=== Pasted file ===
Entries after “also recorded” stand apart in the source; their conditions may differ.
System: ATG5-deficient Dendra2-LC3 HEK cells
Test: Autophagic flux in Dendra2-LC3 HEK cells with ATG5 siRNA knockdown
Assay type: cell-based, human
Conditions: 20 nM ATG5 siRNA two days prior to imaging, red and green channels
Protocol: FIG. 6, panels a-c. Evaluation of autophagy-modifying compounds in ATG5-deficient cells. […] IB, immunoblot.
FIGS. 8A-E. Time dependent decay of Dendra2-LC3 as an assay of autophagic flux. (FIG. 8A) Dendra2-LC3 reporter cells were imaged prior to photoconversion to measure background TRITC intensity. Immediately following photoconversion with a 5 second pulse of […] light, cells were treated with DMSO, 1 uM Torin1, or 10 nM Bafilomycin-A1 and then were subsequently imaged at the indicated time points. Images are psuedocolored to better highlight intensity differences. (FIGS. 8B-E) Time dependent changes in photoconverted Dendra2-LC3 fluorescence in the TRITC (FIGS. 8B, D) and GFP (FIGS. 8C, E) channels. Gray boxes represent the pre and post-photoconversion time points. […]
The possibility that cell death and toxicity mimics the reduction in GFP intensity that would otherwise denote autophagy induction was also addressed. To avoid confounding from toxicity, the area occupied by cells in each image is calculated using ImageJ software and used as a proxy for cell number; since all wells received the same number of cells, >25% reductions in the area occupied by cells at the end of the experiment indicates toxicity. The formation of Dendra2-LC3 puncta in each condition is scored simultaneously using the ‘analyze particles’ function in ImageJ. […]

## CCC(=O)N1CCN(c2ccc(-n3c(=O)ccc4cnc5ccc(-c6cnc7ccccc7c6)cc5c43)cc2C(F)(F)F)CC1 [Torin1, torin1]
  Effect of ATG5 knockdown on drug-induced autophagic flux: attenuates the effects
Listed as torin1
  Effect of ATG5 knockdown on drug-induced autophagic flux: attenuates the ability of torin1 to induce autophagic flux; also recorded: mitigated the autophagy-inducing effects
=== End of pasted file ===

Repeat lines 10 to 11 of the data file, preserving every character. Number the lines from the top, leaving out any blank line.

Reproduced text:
  Effect of ATG5 knockdown on drug-induced autophagic flux: attenuates the effects
Listed as torin1